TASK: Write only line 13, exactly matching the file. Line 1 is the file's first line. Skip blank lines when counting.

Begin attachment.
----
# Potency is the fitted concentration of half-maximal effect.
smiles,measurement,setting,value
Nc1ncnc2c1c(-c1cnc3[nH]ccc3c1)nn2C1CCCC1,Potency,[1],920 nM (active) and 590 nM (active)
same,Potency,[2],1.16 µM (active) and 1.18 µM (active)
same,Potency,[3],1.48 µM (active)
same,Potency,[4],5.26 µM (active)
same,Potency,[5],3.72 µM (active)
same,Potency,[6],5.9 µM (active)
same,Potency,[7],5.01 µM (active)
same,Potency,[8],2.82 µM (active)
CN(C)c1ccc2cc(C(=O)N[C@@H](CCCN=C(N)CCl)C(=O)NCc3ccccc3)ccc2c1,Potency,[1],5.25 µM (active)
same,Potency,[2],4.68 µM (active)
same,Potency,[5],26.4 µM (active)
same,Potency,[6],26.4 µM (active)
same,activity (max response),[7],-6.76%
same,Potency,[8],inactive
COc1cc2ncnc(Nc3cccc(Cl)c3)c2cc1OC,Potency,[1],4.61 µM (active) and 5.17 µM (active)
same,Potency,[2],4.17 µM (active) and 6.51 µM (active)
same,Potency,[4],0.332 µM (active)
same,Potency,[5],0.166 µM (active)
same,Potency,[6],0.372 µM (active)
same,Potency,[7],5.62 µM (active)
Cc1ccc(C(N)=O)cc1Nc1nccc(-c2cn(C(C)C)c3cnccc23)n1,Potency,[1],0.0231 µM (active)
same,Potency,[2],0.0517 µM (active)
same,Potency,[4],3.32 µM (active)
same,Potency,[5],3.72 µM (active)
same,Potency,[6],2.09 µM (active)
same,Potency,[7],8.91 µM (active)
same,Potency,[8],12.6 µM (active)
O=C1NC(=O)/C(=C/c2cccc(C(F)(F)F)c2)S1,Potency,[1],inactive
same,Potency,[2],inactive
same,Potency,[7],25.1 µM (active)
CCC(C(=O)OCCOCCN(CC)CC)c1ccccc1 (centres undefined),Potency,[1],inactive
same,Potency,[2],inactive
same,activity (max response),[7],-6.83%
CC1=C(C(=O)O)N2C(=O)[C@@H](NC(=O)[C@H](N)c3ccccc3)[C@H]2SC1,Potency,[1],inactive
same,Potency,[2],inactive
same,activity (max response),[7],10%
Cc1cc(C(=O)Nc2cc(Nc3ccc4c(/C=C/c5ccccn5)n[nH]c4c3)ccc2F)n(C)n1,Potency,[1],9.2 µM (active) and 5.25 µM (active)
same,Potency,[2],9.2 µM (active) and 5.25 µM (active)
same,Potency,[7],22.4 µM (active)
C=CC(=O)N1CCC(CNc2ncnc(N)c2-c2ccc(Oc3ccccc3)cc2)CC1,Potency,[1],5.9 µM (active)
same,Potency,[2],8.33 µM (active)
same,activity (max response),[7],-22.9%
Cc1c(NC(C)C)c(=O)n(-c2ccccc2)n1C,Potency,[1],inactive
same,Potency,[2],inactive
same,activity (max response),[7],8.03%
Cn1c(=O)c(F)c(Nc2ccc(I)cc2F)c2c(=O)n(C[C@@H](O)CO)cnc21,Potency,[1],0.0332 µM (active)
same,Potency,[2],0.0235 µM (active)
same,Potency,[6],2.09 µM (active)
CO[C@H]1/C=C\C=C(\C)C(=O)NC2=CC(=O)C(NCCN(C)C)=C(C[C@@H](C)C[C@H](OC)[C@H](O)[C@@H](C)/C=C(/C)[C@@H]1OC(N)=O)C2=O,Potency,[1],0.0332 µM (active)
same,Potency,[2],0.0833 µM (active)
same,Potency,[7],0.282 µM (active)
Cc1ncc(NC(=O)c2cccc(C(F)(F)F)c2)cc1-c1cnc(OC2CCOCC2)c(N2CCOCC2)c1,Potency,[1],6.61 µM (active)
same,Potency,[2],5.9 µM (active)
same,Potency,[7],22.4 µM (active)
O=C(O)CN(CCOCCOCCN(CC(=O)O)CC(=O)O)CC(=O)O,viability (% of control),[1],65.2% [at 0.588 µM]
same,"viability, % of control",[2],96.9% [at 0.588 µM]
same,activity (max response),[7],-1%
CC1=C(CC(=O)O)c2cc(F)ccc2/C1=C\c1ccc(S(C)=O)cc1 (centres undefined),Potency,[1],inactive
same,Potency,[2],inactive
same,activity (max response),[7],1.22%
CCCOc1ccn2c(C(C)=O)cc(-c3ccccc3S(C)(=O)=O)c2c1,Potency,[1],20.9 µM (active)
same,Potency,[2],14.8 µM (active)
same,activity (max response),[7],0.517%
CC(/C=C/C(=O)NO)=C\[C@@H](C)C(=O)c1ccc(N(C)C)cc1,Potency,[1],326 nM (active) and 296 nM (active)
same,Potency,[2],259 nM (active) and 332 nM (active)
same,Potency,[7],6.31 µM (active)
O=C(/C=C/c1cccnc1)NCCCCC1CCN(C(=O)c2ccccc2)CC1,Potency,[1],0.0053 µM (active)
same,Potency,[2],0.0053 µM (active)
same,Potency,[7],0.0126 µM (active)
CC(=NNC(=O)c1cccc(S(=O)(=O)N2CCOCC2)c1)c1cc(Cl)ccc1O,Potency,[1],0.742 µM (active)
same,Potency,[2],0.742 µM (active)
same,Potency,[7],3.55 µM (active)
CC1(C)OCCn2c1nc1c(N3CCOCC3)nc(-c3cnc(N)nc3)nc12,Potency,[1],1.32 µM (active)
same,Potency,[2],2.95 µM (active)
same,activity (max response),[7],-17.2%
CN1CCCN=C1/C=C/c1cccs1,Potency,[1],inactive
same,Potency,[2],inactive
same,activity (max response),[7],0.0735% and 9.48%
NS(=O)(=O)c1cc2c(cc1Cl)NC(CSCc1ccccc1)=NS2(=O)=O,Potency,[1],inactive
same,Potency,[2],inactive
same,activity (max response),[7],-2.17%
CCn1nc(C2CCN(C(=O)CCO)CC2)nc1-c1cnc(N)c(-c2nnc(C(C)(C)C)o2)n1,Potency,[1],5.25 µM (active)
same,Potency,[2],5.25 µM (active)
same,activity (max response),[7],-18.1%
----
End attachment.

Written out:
same,Potency,[5],26.4 µM (active)